Converting a portrait to black-and-white

show more Converting a portrait to black-and-white provides you with in-depth training on Photography. Taught by Chris Orwig as part of the Photoshop CS5 for Photographers show less
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Converting a portrait to black-and-white

Here I have this portrait of my cousin and his daughter, and you can tell that they're really vibrant and fun people. What I want to do is I want to convert this image to black-and-white. There are a number of different ways that we can do this, but a good starting point would be to go over to our Adjustment panel and to click on the Black & White icon. Now this is simply going to give us a default conversion. If we want to try out some of the other presets we may come up with some interesting results. For example, I'll go ahead and just scroll through a few of these different filters. You can see that it's going to convert this image in a few different ways.

Now some of these will work better than others, but it can give us some interesting and creative ideas for what to do. Let's go back to Default. Now let's say that we simply go to Default and then say, well, what can we do next? Well one of the things that we can do is remember the colors. Sometimes it's helpful to look in your Layers panel down here. And I remember he had a blue T-shirt on. Well in that case, I could go ahead and work on the Cyans or the Blues in order to modify the tone or the brightness of that T-shirt, in this case making that really bright and white.

Another thing that we know is that skin is red and yellow, so in this case I can bring up my red and yellow, or I could darken that down depending on the overall effect. Now other times what you may want to do is use the Target Adjustment tool and click on an area of skin and then drag to the left or the right or click on the grass in the background, the green there, and then increase that or decrease that, however you see fit. Now the nice thing about this is that we have so much flexibility as we use this tool so that we can find the sweet spot so that it creates an image which really reflects our artistic vision for this particular photograph. All right.

Well, let's go ahead and dial in this just a little bit back there. The shirt was a little bit too bright for me, and I think that looks good. Now the next thing that we want to do a lot of times is we may want to work on particular areas of a photograph with Curves and keep in mind that some of the best adjustments in Photoshop really are where you combine all of your different skills together. So let's create a new Curves adjustment layer. We'll do so by going back to the Adjustments panel and choosing Curves and I am going to brighten this image up. What I want to do is just brighten up perhaps the face and the eyes.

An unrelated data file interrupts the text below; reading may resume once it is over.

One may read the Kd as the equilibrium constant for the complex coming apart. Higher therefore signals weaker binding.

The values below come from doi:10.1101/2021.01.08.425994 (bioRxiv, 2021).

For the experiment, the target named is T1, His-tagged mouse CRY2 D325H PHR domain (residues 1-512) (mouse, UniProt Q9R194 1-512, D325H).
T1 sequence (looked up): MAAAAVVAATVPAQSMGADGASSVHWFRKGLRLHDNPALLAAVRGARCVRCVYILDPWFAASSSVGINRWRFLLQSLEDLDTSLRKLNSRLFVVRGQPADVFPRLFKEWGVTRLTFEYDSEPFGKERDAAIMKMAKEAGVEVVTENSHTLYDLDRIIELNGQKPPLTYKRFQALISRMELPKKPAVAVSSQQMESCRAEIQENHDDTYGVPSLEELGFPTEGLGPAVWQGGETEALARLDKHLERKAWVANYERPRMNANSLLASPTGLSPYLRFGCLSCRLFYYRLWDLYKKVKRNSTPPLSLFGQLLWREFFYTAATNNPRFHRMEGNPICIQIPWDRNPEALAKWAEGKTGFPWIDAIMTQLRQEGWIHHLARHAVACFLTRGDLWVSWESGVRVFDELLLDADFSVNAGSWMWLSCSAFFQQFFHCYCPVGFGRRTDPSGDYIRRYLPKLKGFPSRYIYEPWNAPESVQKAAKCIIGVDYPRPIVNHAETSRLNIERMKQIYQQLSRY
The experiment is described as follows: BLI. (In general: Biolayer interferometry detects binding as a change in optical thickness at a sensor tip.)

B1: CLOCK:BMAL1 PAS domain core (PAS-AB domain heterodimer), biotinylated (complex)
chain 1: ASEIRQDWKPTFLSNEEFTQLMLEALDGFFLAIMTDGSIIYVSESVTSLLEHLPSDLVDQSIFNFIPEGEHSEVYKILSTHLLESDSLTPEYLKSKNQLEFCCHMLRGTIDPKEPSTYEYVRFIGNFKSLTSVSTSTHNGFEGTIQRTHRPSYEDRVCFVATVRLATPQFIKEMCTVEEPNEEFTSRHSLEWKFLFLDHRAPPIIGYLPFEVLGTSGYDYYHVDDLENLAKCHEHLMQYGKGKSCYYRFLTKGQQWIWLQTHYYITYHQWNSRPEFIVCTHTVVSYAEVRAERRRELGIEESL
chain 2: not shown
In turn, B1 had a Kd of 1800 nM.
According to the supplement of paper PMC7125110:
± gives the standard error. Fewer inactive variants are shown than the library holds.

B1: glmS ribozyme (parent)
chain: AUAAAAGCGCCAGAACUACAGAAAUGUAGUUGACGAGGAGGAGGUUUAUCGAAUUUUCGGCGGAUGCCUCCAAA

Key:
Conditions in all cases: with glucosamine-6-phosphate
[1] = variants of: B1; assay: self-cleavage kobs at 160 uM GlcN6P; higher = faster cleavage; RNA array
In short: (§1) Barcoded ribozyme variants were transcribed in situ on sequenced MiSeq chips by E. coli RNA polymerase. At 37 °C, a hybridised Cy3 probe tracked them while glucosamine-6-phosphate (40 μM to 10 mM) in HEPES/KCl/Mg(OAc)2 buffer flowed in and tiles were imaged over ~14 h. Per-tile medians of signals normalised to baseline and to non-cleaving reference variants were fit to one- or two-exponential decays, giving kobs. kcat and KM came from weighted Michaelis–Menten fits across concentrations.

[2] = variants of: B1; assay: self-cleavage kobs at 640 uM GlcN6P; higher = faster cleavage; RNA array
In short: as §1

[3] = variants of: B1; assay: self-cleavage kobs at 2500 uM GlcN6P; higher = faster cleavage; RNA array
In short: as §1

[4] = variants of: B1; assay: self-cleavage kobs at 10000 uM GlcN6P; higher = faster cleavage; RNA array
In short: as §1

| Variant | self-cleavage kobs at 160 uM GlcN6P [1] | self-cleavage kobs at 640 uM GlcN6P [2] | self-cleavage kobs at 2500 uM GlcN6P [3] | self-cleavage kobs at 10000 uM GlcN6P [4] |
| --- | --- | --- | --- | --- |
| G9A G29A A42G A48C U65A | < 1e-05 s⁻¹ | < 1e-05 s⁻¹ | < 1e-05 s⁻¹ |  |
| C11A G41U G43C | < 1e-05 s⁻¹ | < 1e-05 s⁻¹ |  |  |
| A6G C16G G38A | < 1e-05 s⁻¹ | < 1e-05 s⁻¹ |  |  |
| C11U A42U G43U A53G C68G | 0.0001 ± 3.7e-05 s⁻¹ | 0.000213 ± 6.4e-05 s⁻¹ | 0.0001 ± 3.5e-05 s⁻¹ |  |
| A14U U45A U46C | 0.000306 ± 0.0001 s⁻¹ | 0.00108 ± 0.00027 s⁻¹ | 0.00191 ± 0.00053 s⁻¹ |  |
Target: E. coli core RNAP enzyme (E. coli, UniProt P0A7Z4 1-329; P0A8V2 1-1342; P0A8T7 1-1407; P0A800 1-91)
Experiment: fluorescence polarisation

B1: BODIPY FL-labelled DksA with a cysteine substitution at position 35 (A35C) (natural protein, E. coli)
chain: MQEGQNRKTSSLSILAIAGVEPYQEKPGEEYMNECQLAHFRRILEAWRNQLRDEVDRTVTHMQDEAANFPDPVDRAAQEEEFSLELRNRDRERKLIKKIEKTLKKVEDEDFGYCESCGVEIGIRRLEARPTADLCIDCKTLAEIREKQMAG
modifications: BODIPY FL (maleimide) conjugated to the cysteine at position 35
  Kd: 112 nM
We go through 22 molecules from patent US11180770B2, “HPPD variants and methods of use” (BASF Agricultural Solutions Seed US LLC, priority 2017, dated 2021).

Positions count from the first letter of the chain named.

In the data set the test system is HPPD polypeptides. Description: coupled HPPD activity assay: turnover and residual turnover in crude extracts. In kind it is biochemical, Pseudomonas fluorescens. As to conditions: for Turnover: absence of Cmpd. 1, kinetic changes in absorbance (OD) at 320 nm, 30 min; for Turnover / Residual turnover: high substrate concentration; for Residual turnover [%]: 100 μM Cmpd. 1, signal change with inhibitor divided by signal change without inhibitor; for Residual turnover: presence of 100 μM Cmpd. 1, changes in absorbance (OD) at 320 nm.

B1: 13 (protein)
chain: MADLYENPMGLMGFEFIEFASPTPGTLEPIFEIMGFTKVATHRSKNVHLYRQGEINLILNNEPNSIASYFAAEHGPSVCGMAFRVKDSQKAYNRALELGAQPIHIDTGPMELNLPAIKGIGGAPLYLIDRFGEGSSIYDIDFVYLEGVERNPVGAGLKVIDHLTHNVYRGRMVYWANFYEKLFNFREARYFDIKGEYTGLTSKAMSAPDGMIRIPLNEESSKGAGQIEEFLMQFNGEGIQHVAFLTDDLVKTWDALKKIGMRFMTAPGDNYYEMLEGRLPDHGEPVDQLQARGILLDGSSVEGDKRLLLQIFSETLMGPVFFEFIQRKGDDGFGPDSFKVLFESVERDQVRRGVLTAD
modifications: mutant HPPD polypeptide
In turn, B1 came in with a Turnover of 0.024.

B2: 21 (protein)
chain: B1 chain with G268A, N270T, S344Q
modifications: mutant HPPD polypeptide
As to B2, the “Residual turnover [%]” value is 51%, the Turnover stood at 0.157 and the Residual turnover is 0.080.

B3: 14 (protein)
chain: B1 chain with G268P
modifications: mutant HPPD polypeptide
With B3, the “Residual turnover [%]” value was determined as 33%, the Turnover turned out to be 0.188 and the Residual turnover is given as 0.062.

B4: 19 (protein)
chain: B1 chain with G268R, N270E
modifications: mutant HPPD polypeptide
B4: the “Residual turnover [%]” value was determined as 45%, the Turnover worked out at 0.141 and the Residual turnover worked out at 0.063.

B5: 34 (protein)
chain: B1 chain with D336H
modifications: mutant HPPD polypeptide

So I'll go ahead then and invert my mask. I can do so by pressing Command+I or Ctrl+I, or you can always go to the Masks panel and simply click on Invert. Now once I've inverted that, I then want to select my Brush tool by pressing the B key or selecting it in the Tools panel. I want to paint with white, make my brush a little bit smaller here. In this case I have 50% opacity. I think that will work fine, and I am just going to look to paint in a little bit of brightness in a couple areas of the image and again, just focusing in on the face here a little bit and a lot of times what happens is with these brushstrokes as we may want to smooth them out a bit, and I always like to do that.

The nice thing about using a mask is you can smooth these brush strokes out really easily, and you can do so by simply going into your Masks panel. All right well let's go into that Mask panel. Increase a little bit of Feather here. Again smoothing out our brush strokes so we can see how our light is working. Here we have before and then after. Well it's a subtle adjustment. What I want to illustrate here is this whole idea of what you can do is you can build up these different effects by using different layers. For example, we've also talked about adding a bit of color perhaps with Color Balance.

We could click on the Adjustment Layer icon and then go to Color Balance, because if we want to cool this off we could create a little bit more of a cool toned black-and-white image, or we can perhaps add a little bit of a warmer tone, in this case, a nice red and a little bit of yellow and magenta there. Now that tone perhaps might be too strong for you. No big deal, just lower your Opacity. And sometimes just adding a little bit of a subtle color in there, let's find a good opacity for this one, can help an image out. So it's not sepia tone, but perhaps it's a warmer black-and-white print.

Now with all of these types of adjustments, of course, it's completely up to you. All that I want to illustrate is that there is so much potential. When you convert to black-and-white in Photoshop it really is hands down just absolutely stunning. Well, let's take a look at our before and after. We can do so by holding down the Option Key on a Mac, Alt key on a PC and clicking on the eye icon. Here we have our before and then our after.

Converting a portrait to black-and-white
Video duration: 4m 22s 12h 24m Beginner


Converting a portrait to black-and-white provides you with in-depth training on Photography. Taught by Chris Orwig as part of the Photoshop CS5 for Photographers

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